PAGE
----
Remove the board from the board holder : in order to install the capacitor you will have the board flat on the table.  
  Check for the negative lead carefully before you begin : Look at the front of the board, you will see a white semi-circle or mark at one side of the circle. You must match up the white/silver/gold line that goes down one side of the capacitor with this white mark. This shows the negative lead. Pay attention to this it is important, the capacitor will blow if installed incorrectly when you apply power to the board.  
  Do not force the capacitor leads down the hole : you must bend the leads together slightly so they are going to go down both holes nice, do not force the capacitor, if you have problems bend the leads some more or maybe you will have to clean the hole better using the needle again. If you force you may damage the foil around the inside of the hole.  
  Do not bend the capacitor leads outwards to hold it to the board : You may think that it would be good to bend the leads of the capacitor outwards once it is in the board in order to help it stay on the board while you are soldering. This is incorrect. You must have the leads standing up in the centre of the holes in order to solder well. You will take the board from the board holder and have it upside down on your table. This is where some little boxes or other things of various heights will help you. You will need to make the board stable and also to support the capacitor that you will be soldering using a little box or something between it's top and the desk so it is flush to the board and standing straight.  
  Solder the capacitor in : when the capacitor is supported flat against the board with the little boxes on the underside and the rear of the board is up on the table you can begin. You will heat up both the pad around the hole and also the lead with the iron. You will choose to position the solder at a point where there is an obvious space between the lead and the pad around the hole. Have your iron at the other side. Then you will feed solder into the hole. If you have difficulties heating the lead and pad enough you may touch the solder quickly on the iron and then feed down the hole.  
  Learn what is a good solder joint : You will probably realise that you needed less solder and time than you imagined. Check with the links below and understand what is a good solder joint and then try to make the next one better. This is where technique is difficult to teach. You must understand a good solder joint and then modify your technique until you achieve it. I think that the 450oC may be too hot to achieve a perfect joint though but it is easier to have the iron the same heat as to remove caps. The perfect solder joint is just enough solder to make a good connection. The solder does not make a ball around the solder pad, it curves from the lead in the middle down to the sides of the pad. Dont worry that you did not make a nice joint, as long as the joint is nice and shiny and the solder went down the hole you will learn to make nice solder joints with practice. Do the other lead now.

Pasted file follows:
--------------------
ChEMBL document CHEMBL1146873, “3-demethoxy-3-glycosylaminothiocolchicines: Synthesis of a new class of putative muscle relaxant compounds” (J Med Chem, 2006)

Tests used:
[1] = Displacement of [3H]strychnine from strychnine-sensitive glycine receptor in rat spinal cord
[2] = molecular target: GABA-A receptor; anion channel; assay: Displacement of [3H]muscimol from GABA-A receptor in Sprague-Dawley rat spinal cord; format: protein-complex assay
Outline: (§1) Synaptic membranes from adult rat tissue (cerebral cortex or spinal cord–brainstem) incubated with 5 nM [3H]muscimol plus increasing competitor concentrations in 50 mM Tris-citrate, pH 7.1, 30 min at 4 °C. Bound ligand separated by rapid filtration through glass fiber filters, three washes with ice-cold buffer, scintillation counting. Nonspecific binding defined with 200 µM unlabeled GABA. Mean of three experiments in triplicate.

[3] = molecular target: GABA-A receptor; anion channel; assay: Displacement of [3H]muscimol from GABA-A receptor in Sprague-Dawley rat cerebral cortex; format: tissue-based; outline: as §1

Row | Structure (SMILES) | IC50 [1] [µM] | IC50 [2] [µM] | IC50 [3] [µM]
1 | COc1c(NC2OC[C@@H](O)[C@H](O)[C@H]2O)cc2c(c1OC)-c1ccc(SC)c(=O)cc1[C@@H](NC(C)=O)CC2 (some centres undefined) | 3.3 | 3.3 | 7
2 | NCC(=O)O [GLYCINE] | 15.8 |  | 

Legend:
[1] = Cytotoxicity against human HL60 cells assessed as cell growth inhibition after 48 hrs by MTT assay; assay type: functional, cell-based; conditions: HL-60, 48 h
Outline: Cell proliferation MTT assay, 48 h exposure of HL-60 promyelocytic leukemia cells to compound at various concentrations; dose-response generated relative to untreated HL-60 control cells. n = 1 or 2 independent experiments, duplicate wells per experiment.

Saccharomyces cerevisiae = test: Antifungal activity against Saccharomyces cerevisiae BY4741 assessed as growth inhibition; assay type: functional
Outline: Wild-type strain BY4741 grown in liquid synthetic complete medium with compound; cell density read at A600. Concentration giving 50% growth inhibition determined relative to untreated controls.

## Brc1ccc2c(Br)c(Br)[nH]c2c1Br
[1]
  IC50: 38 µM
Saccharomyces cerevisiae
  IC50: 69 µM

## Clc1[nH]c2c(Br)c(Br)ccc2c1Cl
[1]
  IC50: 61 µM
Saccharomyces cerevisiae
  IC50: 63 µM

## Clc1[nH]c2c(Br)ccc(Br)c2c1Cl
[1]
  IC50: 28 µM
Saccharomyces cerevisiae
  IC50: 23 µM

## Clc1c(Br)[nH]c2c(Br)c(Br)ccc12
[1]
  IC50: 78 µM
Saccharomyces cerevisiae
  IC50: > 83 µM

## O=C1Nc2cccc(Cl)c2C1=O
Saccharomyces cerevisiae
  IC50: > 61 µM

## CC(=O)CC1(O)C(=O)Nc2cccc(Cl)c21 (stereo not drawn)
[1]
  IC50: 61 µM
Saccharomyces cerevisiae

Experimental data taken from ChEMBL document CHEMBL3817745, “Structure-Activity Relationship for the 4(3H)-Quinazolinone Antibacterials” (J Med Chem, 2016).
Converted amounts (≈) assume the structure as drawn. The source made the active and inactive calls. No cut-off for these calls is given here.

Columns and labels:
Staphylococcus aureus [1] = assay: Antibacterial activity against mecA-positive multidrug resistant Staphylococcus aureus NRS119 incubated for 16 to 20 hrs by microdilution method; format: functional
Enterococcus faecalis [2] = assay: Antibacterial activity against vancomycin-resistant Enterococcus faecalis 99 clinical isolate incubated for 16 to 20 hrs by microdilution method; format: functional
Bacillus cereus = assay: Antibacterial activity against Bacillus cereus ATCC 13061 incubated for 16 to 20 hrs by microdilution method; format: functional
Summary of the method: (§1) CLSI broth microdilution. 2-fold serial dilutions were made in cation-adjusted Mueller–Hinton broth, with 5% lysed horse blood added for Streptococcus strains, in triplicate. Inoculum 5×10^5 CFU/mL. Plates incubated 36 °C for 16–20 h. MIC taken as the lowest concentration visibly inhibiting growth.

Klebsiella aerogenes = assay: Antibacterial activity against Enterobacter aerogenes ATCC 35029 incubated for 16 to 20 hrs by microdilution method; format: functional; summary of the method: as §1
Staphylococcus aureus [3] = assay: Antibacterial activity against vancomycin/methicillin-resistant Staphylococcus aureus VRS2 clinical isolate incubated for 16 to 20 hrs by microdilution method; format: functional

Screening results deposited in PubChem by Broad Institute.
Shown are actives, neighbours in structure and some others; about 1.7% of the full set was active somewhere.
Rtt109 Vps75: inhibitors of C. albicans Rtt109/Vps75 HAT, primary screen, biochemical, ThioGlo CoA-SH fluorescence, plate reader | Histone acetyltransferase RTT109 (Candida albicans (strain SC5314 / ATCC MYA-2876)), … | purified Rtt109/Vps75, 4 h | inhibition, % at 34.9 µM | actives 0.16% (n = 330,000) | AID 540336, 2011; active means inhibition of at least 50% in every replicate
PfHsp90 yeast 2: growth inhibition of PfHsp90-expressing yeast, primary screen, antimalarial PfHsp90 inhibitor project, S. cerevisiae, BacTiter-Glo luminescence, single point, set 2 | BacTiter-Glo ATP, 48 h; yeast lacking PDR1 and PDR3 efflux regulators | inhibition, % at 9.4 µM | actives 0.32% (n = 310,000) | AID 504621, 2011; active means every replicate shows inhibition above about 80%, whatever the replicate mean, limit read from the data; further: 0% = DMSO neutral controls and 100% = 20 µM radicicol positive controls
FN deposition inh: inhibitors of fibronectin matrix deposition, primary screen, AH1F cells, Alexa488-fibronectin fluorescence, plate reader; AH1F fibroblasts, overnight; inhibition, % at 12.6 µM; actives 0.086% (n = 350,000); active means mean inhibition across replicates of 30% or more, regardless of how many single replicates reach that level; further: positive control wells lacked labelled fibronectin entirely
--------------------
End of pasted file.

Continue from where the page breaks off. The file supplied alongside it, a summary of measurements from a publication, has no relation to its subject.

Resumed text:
Clip the leads : When you have finished you will use a small pair of wire clippers to clip the excess leads. I recommend the 8PK-30D from Pro's Kit which is a great taiwanese company and not very expensive. Big standard wire clippers will not do a good job, you need proper micro clippers, these are also useful if you want to trim the leads of the capacitor before installing. Clip the leads similarly short as other components on the board.  
  Replacing an array of capacitors : When you have a row of capacitors to replace or two capacitors near each other you will need to remove them all. Then you will have to try to replace them in a nice looking way. You may have problems because the replacement caps are 1.0cm width rather than the 0.8cm width installed on the board already. You will need to bend the capacitors leads before installing to have some of the row bending to the left and the others bending to the right. Otherwise as TC says you can install a capacitor lying down. Be careful that the capacitors you are installing will not affect installation of a CPU/Heatsink, AGP card, ram etc. Most of all dont get pissed off and start pushing the caps around. Do it all gently and if it will still look like shit at least your board will still work because you were gentle. if you are getting pissed off then forget it, think it out better and try again tomorrow because calm work looks more pro.  
  Beginner's tip : If you are a beginner you may like to do a few caps and then check that your board still posts, then continue. If your technique is no good then you will know before wasting a lot of caps and at least you will know which area to look for the problem. It will also give you confidence when you know the first caps you did were nice.